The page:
Thursday, August 18, 2016

Leadership Roundtable - Homily for Day Three

So here’s Jesus, faced with an enormous challenge.  Five Thousand People to feed, sitting on the grass for as far as the eye can see.  It’s perhaps one of the most important management challenges of the scriptures, as it is the only miracle recorded in all four Gospels.  

So what did Jesus do?  Being omniscent, he already knew what Father Paul Holmes would write in the Pastor’s toolbox, so he did four things.

First he made a plan, surveying the available resources.

Then he organized the work and seated the multitude in groups of fifties and a hundred for speed and fairness in the distribution.

Third, he made sure he had an adequate group of works in the person of the twelve, standing ready to distribute.

Then he gathered every available loaf and fish before saying the blessing.

He planned, organized, inspired a group of workers and brought together the needed resources.

And that’s not the only time he followed sound management principles.  Whether he was making wine at Cana or breaking bread in the upper room, there is a plan and a structure to the Gospel which should inspire each one of us.

We who are, or God-willing will be called to the ministry of governance in the Church, the ministry of the Good Shepherd, who does not get lost when looking for the errant sheep, or eaten by the wolf or does not keep track of each of the sheep he knows by name.

May you be the good shepherd, whose heart and mind and experience are laid down with his life in service of the sheep who are placed in his care.

Tuesday, August 16, 2016

Leadership Roundtable - Day One

Fifteen seminarians and ten priests have just completed the first day of workshops on Parish Management with the Leadership Roundtable.  Topics covered on day one included A Theology of Management, Tools for Managing Change and Developing Visions for Ministry.  The day began with Morning Prayer and Mass at 7:10am and ends with a social after supper.  Long, but very fruitful days!

Leadership Roundtable at SJS

Twenty-five seminarians and priests begin three days of workshops on Parish Management here at SJS with the great folks at the Leadership Round Table. Here’s my homily from this morning’s opening Mass as well as my opening remarks at the first session.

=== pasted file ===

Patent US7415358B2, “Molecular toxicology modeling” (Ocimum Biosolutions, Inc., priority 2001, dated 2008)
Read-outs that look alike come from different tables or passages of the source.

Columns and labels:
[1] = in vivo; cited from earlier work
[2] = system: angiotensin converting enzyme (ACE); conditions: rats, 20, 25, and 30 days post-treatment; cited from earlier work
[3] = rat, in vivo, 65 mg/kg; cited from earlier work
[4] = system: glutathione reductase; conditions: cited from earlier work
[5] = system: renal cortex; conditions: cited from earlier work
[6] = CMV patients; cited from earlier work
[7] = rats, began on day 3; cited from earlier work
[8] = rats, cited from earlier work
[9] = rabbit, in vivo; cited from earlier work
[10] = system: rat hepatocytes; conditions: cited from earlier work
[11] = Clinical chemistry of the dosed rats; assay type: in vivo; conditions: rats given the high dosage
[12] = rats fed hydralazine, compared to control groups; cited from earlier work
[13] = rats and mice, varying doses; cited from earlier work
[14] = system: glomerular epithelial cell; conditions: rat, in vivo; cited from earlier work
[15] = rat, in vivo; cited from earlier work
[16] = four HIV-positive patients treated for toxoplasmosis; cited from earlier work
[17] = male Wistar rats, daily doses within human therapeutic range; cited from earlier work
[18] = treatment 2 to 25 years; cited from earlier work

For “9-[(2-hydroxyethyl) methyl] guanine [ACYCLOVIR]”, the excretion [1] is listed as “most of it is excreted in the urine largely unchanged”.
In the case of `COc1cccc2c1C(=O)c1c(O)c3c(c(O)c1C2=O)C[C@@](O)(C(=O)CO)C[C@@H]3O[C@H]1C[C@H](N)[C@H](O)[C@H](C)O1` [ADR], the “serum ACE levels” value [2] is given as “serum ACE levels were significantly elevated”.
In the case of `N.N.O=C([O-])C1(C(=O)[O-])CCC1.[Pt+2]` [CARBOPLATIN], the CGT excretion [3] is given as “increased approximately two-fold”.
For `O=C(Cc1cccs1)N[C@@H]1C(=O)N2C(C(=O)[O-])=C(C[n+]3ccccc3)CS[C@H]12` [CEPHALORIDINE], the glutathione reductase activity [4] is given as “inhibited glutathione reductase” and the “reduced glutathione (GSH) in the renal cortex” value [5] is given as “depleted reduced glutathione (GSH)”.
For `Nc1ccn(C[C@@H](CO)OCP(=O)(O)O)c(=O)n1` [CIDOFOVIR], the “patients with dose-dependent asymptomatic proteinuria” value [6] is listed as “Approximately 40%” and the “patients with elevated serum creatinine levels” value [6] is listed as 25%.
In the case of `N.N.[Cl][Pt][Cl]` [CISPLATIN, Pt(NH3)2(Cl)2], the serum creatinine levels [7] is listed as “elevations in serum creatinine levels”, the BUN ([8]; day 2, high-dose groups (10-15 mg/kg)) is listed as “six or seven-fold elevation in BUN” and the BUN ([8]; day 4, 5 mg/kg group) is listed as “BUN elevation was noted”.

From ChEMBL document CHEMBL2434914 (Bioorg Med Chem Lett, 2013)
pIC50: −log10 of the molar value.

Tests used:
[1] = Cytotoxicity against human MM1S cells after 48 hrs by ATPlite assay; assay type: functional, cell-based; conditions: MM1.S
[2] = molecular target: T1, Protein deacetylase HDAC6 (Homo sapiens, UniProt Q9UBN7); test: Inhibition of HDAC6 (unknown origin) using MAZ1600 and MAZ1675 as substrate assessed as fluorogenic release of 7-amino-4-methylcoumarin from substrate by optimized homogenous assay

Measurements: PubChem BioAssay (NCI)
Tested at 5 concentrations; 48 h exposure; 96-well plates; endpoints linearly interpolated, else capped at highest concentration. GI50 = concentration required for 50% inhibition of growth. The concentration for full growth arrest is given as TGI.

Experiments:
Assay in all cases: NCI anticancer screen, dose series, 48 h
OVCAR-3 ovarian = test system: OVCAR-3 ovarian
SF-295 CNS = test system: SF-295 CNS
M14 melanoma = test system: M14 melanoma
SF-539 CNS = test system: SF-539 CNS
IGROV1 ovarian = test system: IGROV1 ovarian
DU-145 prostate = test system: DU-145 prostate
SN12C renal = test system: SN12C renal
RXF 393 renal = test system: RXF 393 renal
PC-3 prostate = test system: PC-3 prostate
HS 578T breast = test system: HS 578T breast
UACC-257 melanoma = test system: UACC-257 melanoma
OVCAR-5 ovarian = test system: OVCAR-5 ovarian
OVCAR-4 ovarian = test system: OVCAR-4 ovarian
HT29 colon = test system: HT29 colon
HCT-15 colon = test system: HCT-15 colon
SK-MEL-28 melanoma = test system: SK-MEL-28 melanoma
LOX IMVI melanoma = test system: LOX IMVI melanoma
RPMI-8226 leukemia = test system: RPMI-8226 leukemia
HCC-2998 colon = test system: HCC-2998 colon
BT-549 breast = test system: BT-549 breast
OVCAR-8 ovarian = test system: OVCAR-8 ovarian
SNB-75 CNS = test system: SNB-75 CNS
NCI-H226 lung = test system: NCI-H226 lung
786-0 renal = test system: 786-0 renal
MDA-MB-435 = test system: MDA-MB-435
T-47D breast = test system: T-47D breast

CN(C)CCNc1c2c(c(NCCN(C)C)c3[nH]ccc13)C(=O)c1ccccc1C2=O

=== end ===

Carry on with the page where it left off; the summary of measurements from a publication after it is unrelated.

St Stephen of Hungary
Tuesday, August 16, 2016 (7:30am)

Winston Churchill must have been reading Ezekiel just before he loudly proclaimed the most important lesson he ever learned in life. There is a God and I am not him.

Ezekiel describes the perfectly terrible pastor. He is the one with a haughty heart, who by his words and actions constantly proclaims: “I am God,” as he sits ion his royal throne.

He has no need of advice from learned managers and there are no laymen wiser than he. He has been imbued with divine wisdom, not only in matters priestly and doctrinal, but in governance as well.

He is the modern Solomon, resolving every dispute by his own ingenuity, building a new Church with infused administrative knowledge, and setting up structures which would be the envy of the giants of industry,   And he does it all on his own.

Which is why within the past month you can google Fr Nguyen of San Jose who will spend the next four years in federal prison for misappropriating parish funds. Or the 76 year old priest in Steubenville, who wrote checks to a con man for $35,000 because he believed all his stories. Or Father Kane in Detroit who is facing up to twenty years in state prison for misappropriation of close to a quarter of a million dollars.

And its not just about the money. The same haughty priest who needs no one’s advice will make an equal mess of human resources, finance councils and the parish plant.

Back to Ezekiel:

“you [think you] are wiser than Daniel, there is no secret that is beyond you. By your wisdom and your intelligence you have made riches for yourself; You have put gold and silver into your treasuries. By your great wisdom applied to your trading ou have heaped up your riches; sounds a little like a certain presidential candidate) your heart has grown haughty from your riches– herefore thus says the Lord GOD: IT WILL ALL FALL APART.

But if you are humble…if you seek God’s will and the accumulated wisdom of others…what is impossible for you to accomplish alone, with God is very possible.

Today is the Feast of Stephen of Hungary, the first of the great Christian monarchs. They tell all kinds of stories about his humility and of his desperate search for ways to fill his people’s stomachs, keep them safe and to lead them to God.